Samuel Radford Ltd. is a China manufacturer based in Longton's New Market Works and Fenton's High Street East since 1883. Edward Thomas and Sarah Radford had four sons, the youngest of whom being Samuel Radford. Samuel is classified as a ‘flower painter on China' in the 1861 census at the age of roughly 17. Around 1875, he was a partner at the New Market Works, Chancery Lane, Longton, alongside Joseph Amison and Joseph Perkins. By 1879, he was running the New Market Works on his own dime. He employed 77 people according to the 1881 census. Radford began working in a china factory in Fenton's High Street East in 1883. Radford & Ward remained at the New Market Works at Longton until 1892. His sons William, Samuel Jr., and Frederick all worked at the Fenton Works as clerks, managers, and warehousemen. Samuel's eldest son William took over the firm. When the company was sold to Lieutenant Colonel Norman W. Elliott in 1931, it was no longer under the hands of the family. Samuel Radford Ltd was the new name for the company. During WWII, the operation was halted as part of the Wartime Concentration Scheme. Lt.-Col. N.W. Elliot was the Managing Director in 1951, with W. Harper as Sales Manager and F.C. Irving as Works Manager. Norman Elliot sold the company to Stanley Harrison, who was the owner of Coalport China at the time, in 1955. His plan was to move the Coalport operation from Stoke's Crescent Pottery to the Radford Works, which was much smaller. This transfer either didn't happen or was only temporary, and the factory was demolished by 1960. Samuel Radford Limited was officially dissolved in October 1966, after manufacturing halted in 1955. Vintage Side Plate comes in Original Condition.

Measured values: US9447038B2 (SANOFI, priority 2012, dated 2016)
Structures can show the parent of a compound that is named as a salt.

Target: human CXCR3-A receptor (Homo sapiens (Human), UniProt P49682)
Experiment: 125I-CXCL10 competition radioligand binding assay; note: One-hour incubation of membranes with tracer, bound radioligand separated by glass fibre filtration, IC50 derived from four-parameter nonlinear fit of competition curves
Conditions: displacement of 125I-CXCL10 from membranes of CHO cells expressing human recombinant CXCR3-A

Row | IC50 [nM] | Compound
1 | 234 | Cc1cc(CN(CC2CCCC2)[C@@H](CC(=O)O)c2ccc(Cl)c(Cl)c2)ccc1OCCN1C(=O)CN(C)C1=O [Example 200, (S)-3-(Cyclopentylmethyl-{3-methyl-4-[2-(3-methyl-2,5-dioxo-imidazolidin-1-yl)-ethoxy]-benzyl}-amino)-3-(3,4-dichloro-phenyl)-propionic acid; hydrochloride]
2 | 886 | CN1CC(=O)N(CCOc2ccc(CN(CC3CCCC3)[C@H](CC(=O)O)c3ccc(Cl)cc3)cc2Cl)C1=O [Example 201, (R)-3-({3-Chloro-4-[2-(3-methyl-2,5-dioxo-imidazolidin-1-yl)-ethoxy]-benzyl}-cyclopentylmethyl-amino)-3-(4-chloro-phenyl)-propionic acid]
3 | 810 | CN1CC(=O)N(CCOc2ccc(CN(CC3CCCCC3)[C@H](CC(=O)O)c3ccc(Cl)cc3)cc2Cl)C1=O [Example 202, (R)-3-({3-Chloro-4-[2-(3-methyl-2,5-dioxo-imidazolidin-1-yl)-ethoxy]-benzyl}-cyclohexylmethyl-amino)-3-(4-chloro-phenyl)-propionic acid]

Dimensions: 154D x 16H mm
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